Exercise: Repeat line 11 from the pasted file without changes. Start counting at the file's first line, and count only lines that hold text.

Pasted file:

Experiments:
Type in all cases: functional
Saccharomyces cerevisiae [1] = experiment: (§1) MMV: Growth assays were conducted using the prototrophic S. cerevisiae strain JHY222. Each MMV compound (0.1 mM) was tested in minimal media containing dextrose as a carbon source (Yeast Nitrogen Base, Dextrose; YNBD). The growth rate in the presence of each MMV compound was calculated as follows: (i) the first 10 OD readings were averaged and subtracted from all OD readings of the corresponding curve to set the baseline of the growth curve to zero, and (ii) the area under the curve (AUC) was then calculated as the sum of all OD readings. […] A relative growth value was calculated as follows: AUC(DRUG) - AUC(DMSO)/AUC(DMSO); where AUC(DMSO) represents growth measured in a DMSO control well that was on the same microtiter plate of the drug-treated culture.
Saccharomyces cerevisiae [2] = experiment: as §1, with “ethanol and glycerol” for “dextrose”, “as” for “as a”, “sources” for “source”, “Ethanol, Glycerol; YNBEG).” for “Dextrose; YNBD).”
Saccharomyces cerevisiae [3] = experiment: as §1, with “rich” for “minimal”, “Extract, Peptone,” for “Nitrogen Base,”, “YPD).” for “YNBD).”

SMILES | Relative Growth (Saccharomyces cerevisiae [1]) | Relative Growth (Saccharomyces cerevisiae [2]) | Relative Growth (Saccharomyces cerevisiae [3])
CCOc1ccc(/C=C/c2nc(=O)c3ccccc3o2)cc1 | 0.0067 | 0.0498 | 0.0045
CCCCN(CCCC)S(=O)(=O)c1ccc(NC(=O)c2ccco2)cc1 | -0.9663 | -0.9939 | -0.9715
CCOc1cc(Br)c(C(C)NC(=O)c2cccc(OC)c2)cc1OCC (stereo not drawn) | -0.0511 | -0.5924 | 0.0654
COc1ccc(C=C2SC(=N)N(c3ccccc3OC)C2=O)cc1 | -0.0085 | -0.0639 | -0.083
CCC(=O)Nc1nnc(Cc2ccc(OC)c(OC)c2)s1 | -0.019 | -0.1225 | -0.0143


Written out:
CCC(=O)Nc1nnc(Cc2ccc(OC)c(OC)c2)s1 | -0.019 | -0.1225 | -0.0143